There's the old saw about states being laboratories of democracy. States really leaned into that with COVID, didn't they? We got a strangely robust set of experiments on different variables. What data did you collect and what data do you wish you could have collected?
The core underlying pieces of the dashboard are information on cases, information on enrollments, and in-person counts—we want a rate, and for a rate, you need a numerator and denominator. So those are the two most key pieces.
The second most important [thing] is mitigation strategies: Are places masking? Are they distancing? What can we learn about what works to keep places safe? We have all of those pieces from districts that have decided to be in our study. We have some of those pieces from the couple of states that have been consistent with this kind of reporting. The best reporting comes out of New York, where they actually have, for every school, counts of cases and information on enrollments, and they require schools to put that in. Texas has a similar—not quite as good, but almost as good—infrastructure. So we pulled that down also.
The thing that would have been great is to have somebody tell states: These are the pieces of data you should be collecting. And in particular, actually knowing, at a minimum, the reopening plan for a state or for a district: Are you open or not? That would be great.
I've talked to a lot of states and almost none of them have said, "Well, we don't want to tell you that." But many of them said, "Well, we don't know that. We don't know how many COVID cases. We don't know how many kids are in school. And we don't know the reopening models of our districts."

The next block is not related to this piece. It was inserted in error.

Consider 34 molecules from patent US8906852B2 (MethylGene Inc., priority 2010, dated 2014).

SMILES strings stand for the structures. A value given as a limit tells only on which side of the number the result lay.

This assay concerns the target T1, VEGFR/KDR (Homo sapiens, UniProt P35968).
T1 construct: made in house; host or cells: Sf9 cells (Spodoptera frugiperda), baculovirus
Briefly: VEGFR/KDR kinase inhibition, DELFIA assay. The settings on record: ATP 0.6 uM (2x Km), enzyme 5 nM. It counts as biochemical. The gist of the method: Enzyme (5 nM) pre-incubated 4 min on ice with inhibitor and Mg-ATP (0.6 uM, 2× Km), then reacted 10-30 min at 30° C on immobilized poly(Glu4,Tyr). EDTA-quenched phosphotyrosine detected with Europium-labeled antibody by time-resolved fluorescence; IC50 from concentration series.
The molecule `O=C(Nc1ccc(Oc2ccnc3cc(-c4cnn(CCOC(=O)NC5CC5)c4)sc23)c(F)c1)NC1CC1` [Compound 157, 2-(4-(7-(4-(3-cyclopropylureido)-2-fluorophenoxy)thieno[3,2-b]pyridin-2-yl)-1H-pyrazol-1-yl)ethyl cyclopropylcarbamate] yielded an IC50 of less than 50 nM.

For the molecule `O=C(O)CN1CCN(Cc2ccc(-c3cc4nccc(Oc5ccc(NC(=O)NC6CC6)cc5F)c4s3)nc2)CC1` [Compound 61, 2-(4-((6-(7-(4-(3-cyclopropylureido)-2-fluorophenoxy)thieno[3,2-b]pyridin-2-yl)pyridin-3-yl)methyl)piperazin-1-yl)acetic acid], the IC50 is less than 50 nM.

What are your (preliminary) conclusions so far about school reopening and safety?
I want to step back and say what we were thinking when we started. There was a really open question: Are schools going to be the locus of tremendous spread? That conversation has shifted a lot, but in the summer there was this idea that we're going to open schools and that's going to be the thing that destroys everything.
That does not seem to be true. We're not seeing schools as the locus of large amounts of spread. The rates are actually quite low—even though the way we measure rates, just to be clear, is not spread in schools, but just people affiliated with schools who have COVID. So it doesn't mean they got it at the school. But even there, we're seeing rates that are pretty much in line with what we're seeing in the community. Maybe a little bit lower for students, maybe a little bit higher for staff.
We're seeing fairly optimistic information about the idea that you could have schools operate safely, even in areas where there's some reasonable amount of community spread. Masking probably does matter. That's probably the most robust correlate in the data, that those places that are masking seem to have much lower rates than places that are not. But I think the thing that we got the most attention for—rightly, because it moved people's priors a lot—was just this idea that not everyone at the school got COVID the day it opened.
We are seeing some of these differences across age groups. To the extent that there are places with larger numbers of cases, they seem to be high schools.
But not nearly as large as colleges, right?
I think that's been a really interesting aspect of this, which is that we have seen the thing that people feared at the college level. Not at all colleges, but a lot. When Penn State opened, you could see on a COVID map where Penn State is, because it was just totally overwhelmed. In some ways I find it actually surprising that we have not seen more high schools that looked like that. And I'm not sure why that's so different.